Cambodian Prime Minister Hun Sen on Monday ruled out canceling general elections slated for July, despite questions about the legitimacy of the vote in the wake of his government’s dissolution of the country’s only significant opposition party, the Cambodian National Rescue Party (CNRP). The strongman ruler of 33 years also refuses to hold talks with the CNRP, most of whose leadership is in exile or in jail. Amid the standoff, former CNRP leader Sam Rainsy, who has been in exile since November 2015, has repeatedly called for dialogue in the name of national reconciliation. Reporter Vuthy Huot of RFA’s Khmer Service spoke to Sam Rainsy in a Skype interview on Monday.
RFA: You recently posted on your Facebook page, asking Hun Sen to set aside his personal feelings and put the national interest at the core. What are the reasons behind this?
Sam Rainsy: I noticed that some individuals placed their own personal feelings and angers at the forefront, without thinking about the national interest. This requires us to set aside our personal feelings. We must think about common interests, public interest and national interest, if we are real leaders. We should not employ personal issues, which cause criticism and anger, as a barrier to prevent any possible sound resolution of our national problems.
RFA: According to Prime Minister Hun Sen’s remarks upon returning from attending the ASEAN-Australia Special Summit recently held in Sydney, he has shut the door on any talks, since the opposition party was campaigning behind the burning of his effigy at protests that angered him. This suggests that he at one time wanted talks. What do you make of this?
Sam Rainsy: If we want to have a talk, if we have mutual honesty, in order to serve the national interest, we must learn to forget for a while any personal issues or individual issues. And we should not turn to label others by accusing them or having them arrested... or use them as political hostages. A bad worker should not always blame his tools! A culture of dialogue has been practiced around the globe. In all civilized countries, and democratic countries, they practice a genuine culture of dialogue. But in Cambodia, everything is fake, including democracy, rule of law, and development. And now the culture of dialogue was also a fake since no honesty and commitment existed and there was only threats and intimidation. A dialogue must be held with equality and no party should be subject to threats to jail them if they don’t follow their orders. They have fabricated cases using their own rubber-stamp courts to pile pressure on us. This is not a culture of dialogue. Yet, I believe that sooner or later, Cambodians from all walks of life will clearly understand that only a genuine culture of dialogue is the basis for genuine democracy and the basis of sustainable peace. We must change our mindset. The present mindset stemmed from the old culture which is a culture of violence, a culture of posing threats, a culture of impunity. Such a cruel culture is the legacy of the Khmer Rouge regime. One day if we cleanse ourselves so that we no longer have remaining traces from the Khmer Rouge regime, then we will turn to adopt the genuine culture of dialogue.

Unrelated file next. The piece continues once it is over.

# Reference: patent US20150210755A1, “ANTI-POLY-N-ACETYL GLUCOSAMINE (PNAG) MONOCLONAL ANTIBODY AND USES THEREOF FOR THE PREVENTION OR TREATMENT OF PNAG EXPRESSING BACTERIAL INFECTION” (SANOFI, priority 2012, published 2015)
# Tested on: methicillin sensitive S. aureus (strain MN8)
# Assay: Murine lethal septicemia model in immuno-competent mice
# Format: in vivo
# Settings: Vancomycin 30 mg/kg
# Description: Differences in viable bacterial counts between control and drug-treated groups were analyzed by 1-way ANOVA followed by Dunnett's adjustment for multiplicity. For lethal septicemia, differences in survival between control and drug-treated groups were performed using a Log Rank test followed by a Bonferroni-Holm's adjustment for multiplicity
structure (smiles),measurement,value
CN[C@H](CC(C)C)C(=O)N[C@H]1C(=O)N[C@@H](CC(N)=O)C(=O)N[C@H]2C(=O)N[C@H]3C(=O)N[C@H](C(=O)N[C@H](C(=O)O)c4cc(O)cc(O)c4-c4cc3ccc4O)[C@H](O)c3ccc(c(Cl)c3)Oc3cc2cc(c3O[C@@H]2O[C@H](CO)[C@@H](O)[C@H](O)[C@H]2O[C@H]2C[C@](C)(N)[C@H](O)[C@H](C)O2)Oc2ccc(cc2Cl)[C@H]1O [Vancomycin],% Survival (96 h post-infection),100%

RFA: Earlier you mentioned that the other side appears not to have any honesty for such culture of dialogue. But Hun Sen used to say that it was you who shakes his hand while stepping on his foot. How do you employ experience learning from past unsuccessful efforts at fostering a culture of dialogue and implement it, should there be any possible talks, in order to ensure its success and that it is held with integrity?
Sam Rainsy: I am not using Hun Sen’s language. All Hun Sen’s words are about personal issues, accusing others of this and that, of shaking hands while stepping on feet. If we are to hold a dialogue in the name of a leader, we must hold a dialogue for the national interest – not on personal anger, feelings, and envy, or any tricks to eliminate others. I don’t have anything to say. If he does not want to speak with Sam Rainsy, he can still speak with Kem Sokha, with Eang Chhay Eang, with Mu Sochua, with civil society or journalists, including you. But, he used a pretext saying that I was the one who annoyed him. This is not about an individual named Sam Rainsy or Hun Sen. Individual issues are not crucial. We must uphold national interests at first, and talk about the country’s problems. If he is dissatisfied with Sam Rainsy, he still can practice such genuine culture of dialogue with many other Khmer nationals who love the nation and yearn for democracy and prosperity. Please exercise this culture of dialogue with integrity and stop talking about personal issues.
Translated by Sovannarith Keo.